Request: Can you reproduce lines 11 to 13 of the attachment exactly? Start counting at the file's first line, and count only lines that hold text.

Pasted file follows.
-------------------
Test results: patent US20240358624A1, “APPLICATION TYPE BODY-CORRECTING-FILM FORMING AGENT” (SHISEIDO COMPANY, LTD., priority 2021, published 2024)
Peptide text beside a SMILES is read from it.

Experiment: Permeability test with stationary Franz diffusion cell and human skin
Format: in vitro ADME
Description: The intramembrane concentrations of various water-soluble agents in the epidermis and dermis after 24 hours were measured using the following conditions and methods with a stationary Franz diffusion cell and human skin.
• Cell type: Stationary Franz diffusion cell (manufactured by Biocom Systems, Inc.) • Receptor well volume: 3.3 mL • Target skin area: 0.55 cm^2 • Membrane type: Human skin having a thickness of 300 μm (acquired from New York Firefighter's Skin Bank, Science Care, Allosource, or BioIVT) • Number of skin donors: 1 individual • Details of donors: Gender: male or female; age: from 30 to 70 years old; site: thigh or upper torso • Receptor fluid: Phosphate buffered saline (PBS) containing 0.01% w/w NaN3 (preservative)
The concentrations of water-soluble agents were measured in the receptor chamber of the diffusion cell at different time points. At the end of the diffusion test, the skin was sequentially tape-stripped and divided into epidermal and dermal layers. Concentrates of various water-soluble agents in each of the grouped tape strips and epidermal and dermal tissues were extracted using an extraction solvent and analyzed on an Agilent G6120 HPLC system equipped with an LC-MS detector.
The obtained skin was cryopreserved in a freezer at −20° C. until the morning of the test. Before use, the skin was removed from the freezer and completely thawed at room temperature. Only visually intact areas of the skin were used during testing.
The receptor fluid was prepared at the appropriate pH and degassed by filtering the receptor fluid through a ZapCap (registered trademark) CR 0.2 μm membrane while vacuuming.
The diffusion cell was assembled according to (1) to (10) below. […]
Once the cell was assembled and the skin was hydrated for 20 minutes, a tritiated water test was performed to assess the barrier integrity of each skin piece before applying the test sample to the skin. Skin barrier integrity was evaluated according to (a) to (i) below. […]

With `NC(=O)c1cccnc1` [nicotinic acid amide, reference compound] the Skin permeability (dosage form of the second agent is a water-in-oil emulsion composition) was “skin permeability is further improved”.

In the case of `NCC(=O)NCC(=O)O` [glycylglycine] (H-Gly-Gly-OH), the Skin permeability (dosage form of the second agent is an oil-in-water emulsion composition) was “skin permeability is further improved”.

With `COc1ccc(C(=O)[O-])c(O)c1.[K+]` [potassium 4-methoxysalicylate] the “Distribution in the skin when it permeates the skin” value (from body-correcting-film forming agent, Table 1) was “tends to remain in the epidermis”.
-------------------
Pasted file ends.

Once the cell was assembled and the skin was hydrated for 20 minutes, a tritiated water test was performed to assess the barrier integrity of each skin piece before applying the test sample to the skin. Skin barrier integrity was evaluated according to (a) to (i) below. […]

With `NC(=O)c1cccnc1` [nicotinic acid amide, reference compound] the Skin permeability (dosage form of the second agent is a water-in-oil emulsion composition) was “skin permeability is further improved”.

In the case of `NCC(=O)NCC(=O)O` [glycylglycine] (H-Gly-Gly-OH), the Skin permeability (dosage form of the second agent is an oil-in-water emulsion composition) was “skin permeability is further improved”.